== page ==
Why and How to Take Tech-Free Time Off Work
Statistically speaking, people aren’t great at disconnecting. Whether that means taking a break from smartphones, social media and general internet use, or taking paid time off work, the numbers suggest most Americans are reluctant at best. And yet, taking time for yourself, away from tech or away from work, is beneficial for your physical and emotional health.
Complicating matters is the fact that taking time off work and time away from screens are not mutually exclusive. For one, 61 percent of people report doing work on vacation and moreover, some people may find curling up with a new show on their screen to be the ideal relaxation break from work. Which is to say, you can take a vacation during which you don’t disconnect, but you can also make disconnecting part of your work-life balance. Here’s why you should.
You Could Use a Break
Scientific study of the effects of the internet, screen time and social media is still a relatively new field. However, what is being reported, particularly when combined with research into work habits, is not great: Poor concentration, sleep disorders and even eye irritation and poor posture are associated with being plugged-in.
Tech-free vacations, on the other hand, have been shown to reduce unnecessary stress, improve concentration and creativity, increase mental clarity and generally improve the main pillars of your health.
One theory for this is a result of an excess of stimuli from constant connectivity that makes it harder to sustain attention and creates an environment in your brain similar to that caused by attention deficit disorder (ADHD).
The fact that you may be spending these hours of constant connectivity on work does not help matters either. Working or communicating about work after hours not only increases the amount of time you’re experiencing work-related stress, it also cuts into valuable recovery time from stress and mental exertion.
Tips to Pull the Trigger on Time Off
The reality is that you are unlikely to cut tech or work out of your life entirely, which is what makes occasional breaks – time off – all the more important.
Many workers report feeling overwhelmed and there is no good time to get away. Certain industries do have a busy season and you’ll know best if a crucial time to be in the office is on your horizon. However, when it comes to the day-to-day business, there will never be a perfect time, so at some point you need to pick your dates and plan accordingly. Plus, there’s evidence to suggest employees who take vacation time are in fact more productive, perform better and feel better about their jobs.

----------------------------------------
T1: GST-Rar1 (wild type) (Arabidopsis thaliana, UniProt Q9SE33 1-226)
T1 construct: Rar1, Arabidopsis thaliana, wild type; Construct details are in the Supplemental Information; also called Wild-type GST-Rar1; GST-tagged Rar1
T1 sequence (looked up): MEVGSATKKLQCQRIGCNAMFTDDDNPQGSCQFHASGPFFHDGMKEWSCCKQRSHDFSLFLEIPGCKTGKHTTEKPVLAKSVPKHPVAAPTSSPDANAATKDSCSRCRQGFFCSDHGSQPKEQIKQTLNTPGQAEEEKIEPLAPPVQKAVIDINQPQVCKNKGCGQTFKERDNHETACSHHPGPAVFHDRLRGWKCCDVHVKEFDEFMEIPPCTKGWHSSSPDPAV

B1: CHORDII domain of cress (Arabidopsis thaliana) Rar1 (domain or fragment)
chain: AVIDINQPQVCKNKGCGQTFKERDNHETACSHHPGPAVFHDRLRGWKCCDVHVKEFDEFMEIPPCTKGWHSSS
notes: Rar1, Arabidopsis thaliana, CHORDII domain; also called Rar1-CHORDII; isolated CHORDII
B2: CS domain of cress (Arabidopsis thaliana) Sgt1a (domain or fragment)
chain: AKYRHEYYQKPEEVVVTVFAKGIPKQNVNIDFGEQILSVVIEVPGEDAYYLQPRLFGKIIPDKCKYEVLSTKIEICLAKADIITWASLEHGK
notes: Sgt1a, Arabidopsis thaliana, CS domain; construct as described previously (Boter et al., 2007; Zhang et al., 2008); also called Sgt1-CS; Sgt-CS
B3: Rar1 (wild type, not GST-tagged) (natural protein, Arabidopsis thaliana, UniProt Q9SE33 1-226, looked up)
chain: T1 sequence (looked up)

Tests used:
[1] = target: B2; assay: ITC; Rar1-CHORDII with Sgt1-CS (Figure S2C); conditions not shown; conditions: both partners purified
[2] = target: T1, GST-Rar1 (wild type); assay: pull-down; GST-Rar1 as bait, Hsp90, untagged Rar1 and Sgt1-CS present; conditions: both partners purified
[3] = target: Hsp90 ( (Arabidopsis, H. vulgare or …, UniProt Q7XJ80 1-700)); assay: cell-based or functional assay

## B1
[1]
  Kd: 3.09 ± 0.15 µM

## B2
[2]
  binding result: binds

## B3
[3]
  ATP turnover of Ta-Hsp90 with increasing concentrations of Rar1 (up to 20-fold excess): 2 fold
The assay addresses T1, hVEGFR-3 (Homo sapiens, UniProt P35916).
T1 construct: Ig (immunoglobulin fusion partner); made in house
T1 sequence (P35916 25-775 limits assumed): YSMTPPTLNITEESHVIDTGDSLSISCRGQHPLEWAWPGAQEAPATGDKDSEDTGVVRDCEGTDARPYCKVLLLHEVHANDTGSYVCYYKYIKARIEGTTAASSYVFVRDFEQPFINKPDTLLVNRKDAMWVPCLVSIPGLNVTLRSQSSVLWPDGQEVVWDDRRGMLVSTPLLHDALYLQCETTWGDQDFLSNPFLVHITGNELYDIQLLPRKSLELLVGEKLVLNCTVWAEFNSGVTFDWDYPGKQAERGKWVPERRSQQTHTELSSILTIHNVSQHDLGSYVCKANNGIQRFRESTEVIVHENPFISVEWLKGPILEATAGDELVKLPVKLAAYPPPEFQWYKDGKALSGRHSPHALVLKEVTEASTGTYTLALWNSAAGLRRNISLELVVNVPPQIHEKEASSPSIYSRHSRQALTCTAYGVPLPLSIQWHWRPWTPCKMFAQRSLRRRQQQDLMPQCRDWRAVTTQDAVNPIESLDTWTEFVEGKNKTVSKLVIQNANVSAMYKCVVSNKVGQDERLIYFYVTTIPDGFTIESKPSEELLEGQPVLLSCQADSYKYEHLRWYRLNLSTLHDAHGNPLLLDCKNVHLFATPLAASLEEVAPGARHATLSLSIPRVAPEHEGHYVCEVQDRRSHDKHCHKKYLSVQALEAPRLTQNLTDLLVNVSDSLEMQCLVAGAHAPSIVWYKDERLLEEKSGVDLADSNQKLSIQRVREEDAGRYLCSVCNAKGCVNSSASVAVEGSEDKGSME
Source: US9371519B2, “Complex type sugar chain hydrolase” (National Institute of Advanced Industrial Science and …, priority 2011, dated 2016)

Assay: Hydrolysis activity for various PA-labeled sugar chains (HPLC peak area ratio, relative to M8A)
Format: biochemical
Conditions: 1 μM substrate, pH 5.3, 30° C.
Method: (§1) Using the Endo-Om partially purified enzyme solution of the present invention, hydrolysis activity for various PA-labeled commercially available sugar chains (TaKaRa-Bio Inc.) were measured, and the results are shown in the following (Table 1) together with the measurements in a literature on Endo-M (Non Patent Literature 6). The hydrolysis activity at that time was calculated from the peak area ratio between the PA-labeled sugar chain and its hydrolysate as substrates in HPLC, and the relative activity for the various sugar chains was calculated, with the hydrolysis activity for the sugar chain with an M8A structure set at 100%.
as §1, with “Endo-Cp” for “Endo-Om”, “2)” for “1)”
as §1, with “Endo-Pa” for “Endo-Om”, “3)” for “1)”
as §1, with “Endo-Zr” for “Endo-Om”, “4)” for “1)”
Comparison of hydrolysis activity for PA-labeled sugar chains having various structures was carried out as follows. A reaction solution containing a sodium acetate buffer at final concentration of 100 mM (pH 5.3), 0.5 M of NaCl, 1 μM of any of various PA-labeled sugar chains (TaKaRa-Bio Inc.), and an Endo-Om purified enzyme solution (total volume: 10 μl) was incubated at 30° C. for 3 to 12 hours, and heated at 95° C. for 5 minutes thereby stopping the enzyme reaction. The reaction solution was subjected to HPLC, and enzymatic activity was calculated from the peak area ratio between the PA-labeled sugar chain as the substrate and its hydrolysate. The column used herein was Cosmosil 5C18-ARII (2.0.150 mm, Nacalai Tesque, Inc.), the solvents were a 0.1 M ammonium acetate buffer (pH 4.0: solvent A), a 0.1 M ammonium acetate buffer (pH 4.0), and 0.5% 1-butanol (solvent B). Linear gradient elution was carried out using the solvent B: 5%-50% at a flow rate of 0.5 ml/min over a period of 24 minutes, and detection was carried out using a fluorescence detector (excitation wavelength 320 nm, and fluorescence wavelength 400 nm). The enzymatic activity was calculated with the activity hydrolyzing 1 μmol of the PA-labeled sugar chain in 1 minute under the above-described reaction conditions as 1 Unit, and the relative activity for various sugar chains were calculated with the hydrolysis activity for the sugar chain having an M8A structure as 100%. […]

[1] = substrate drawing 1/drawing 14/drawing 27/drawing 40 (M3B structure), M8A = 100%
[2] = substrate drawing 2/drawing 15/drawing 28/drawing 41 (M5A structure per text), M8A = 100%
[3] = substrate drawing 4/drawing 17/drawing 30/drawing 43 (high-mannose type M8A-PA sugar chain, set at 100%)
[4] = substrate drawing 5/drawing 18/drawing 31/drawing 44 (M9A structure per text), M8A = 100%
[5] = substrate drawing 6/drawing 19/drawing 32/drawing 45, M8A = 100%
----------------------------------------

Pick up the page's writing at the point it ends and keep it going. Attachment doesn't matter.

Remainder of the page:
Lest you experience stress about taking time off, planning goes a long way. Let your supervisors and coworkers know in advance and take the time to set up appropriate coverage. Even before you leave, discuss boundaries with your team and define what is considered a must-contact or must-respond emergency. Then, take your team at their word: if they say they’re covering for you, believe them and avoid constantly checking emails or monitoring from afar. You’re on vacation now – enjoy it.
Some people may find it beneficial to pick a destination that forces their hand. In other words, a city or locale that is decidedly un-friendly to tech time, whether that means infrequent internet access, poor reception or simply a foreign country where mobile carrier rates curtail your habits.
Then, leave behind what you can. Don’t pack the tech (laptops, tablets) that are not necessary for your trip or safety but may tempt you to dive into your inbox.
Lastly, it never hurts to get into good habits before you take a vacation. From a work perspective, maybe that means defining what calls for an after-hours response during a normal week. As for your other tech and screen time, some people find it beneficial to set certain hours when they don’t use their devices or go on social and tech cleanses, where they cut out certain habits for an extended period of time.
Neither the internet nor your work is going anywhere anytime soon, and more often than not, both those things should be overwhelmingly positive additions to your life. Which is all the more reason to take a break every once and while, not only can you reset and refresh with self-care, you can return with new enthusiasm for what’s at your fingertips.
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